Alaska’s exports in 2000 totaled $2.5 billion, down 3.9 percent from $2.6 billion in 1999, and the state’s export value for this year could face some obstacles, trade officials said.
The 2000 dollar value of Alaska exports to foreign countries slipped compared with 1999 figures for seven of the state’s top 10 trading partners, according to data from the U.S. Census Bureau.
The drop is mostly due to the shipment of Alaska crude oil to West Coast refineries rather than foreign countries, according to the state Division of International Trade and Market Development.
"We expect that trend to continue and accelerate in 2001," said Greg Wolf, director of the Division of International Trade and Market Development. However, the change affects the statistics rather than the Alaska economy. "The state still receives royalties and people are still employed" in the oil and gas industry, he said.
Crude oil exports dropped 42 percent in 2000, totaling $288 million. Crude oil falls in the category of Alaska’s No. 2 export, oil and gas, which overall dropped last year to $571.7 million, down from $722.3 million in 1999.
Another reason for the total export value decrease in 2000 was a production decrease at Red Dog Mine, a requirement for installation of a new system expected to increase production later this year, Wolf said.
The No. 3 Alaska export, minerals, dropped from $358.6 million in 1999 to $292.9 million in 2000. The fourth place Alaska export, wood products, also declined from 1999’s total of $222.5 million to $209.5 million in 2000. Fertilizer, Alaska’s No. 5 export, posted gains, climbing from $112.8 million in 1999 to $154 million in 2000.
Exports to Alaska’s top trading partner, Japan, totaled $1.3 billion in 2000, down 1.1 percent from 1999 data. Last year Japan was the destination for 53 percent of all Alaska exports, statistics noted.
Second-place export destination South Korea accounted for 18.2 percent of all Alaska exports. Alaska exports to Korea dropped 7.8 percent, totaling $448.6 million, down from $486.7 million in 1999.
"I am encouraged by the strength of our traditional top two markets, Japan and Korea," Wolf said, calling export results from the two countries stable.
However, the trade office is monitoring the Japanese economy and the strength of its currency, he said. "What happens in Japan matters to Alaska exports," he said.
Demand for Alaska exports in Asia could be affected by the health of the economy there, he said.
The future for Japan is a growing concern for Chuck Becker, director of the U.S. Commercial Service Alaska Export Assistance Center. "Japan has been in a fiscal funk for 10 years," he said.
Since Japan is the leading buyer of Alaska products, any major upset there could affect the state’s exports, he said.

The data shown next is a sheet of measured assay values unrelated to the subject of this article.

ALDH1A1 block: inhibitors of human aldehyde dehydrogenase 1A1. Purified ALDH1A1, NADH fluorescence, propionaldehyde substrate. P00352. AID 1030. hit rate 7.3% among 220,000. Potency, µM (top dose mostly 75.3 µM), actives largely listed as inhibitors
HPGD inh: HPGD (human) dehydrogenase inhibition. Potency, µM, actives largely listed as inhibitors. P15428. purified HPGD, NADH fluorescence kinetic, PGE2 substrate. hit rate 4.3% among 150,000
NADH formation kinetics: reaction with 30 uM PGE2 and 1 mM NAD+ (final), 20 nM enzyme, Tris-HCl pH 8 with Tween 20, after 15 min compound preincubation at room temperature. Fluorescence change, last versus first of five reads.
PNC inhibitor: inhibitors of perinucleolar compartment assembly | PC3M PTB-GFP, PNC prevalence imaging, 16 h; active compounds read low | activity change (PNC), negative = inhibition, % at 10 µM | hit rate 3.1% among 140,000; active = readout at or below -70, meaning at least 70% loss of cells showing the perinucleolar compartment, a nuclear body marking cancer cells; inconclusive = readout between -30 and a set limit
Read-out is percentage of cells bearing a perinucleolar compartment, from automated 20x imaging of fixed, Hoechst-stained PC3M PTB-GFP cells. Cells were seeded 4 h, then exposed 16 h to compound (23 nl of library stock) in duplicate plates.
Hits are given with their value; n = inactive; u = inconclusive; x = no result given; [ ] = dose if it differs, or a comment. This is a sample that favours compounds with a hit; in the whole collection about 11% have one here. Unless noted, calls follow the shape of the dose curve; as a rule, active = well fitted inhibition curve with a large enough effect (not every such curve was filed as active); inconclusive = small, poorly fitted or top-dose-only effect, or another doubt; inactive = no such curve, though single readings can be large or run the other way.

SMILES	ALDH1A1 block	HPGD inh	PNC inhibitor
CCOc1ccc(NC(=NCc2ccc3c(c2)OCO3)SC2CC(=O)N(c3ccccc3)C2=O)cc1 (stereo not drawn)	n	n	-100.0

Another factor that could impact Alaska would be declines in oil and natural gas prices, he said.
Becker also is concerned that Alaska’s fishing industry continues to lose market share to farmed fish. However, Europeans steering away from beef and other meats could turn to Alaska seafood, boosting that sector, he said.
"They will be looking for foodstuffs that are healthy and free of contaminants," he said. Farmed fish from nearby Scotland and Norway could still trump Alaska fish, he added.
For 2001 Wolf expects some drawbacks for Alaska’s export totals. BP said it will not export crude oil from Alaska this year, instead opting for other refineries, a change that could account for a loss of several hundred million dollars of Alaska exports, he said.
Seafood exports could be affected by possible restrictions to the pollock, cod and mackerel fisheries due to Steller sea lion protection plans and the Alaska Department of Fish and Game’s forecast for a smaller sockeye run, Wolf said.
However, he is optimistic about a growing interest in Alaska seafood from European buyers. Wolf believes that while statistics may decline, small- and medium-sized Alaska exporters may find opportunities around the globe.
Alaska’s top export, seafood, climbed last year from $989.5 million in 1999 to $1 billion in 2000. Seafood accounted for 42 percent of all Alaska exports last year.
Chris McDowell of Juneau tracks statistics for Alaska seafood, specializing in salmon. He is program manager for the Salmon Market Information Service, which also provides data to the Alaska Seafood Marketing Institute.
One aspect of salmon exports, salmon roe, posted gains in 2000, he noted. From July to December last year Alaska exports of salmon roe totaled $90 million, up from $56 million for the same period in 1999, he said. Last year more than 90 percent of salmon roe was sent to Japan, McDowell said.
Another key Alaska salmon sector is sockeye, which typically accounts for two-thirds of the salmon harvest, he said. The export destination of sockeye has changed in recent years, McDowell said.
"In 1997 we were sending 72 percent of sockeye to Japan," compared to last year’s total of 54 percent of sockeye shipped to Japan, he said. Also in 2000, Alaska shipped 23 percent of sockeye to the European Union and 18 percent to Canada, he said.
One indicator of the 2001 market, McDowell said, is the movement of frozen salmon inventory levels in Japan. Earlier this year frozen salmon inventory levels were down 10 percent from the same period last year, he said. However, salmon imports there also were down slightly, he noted.
Another factor for Alaska salmon in Japan is a new requirement by Japanese retailers that salmon be labeled as wild or farmed, he said. "It is not clear what impact this will have on Alaska."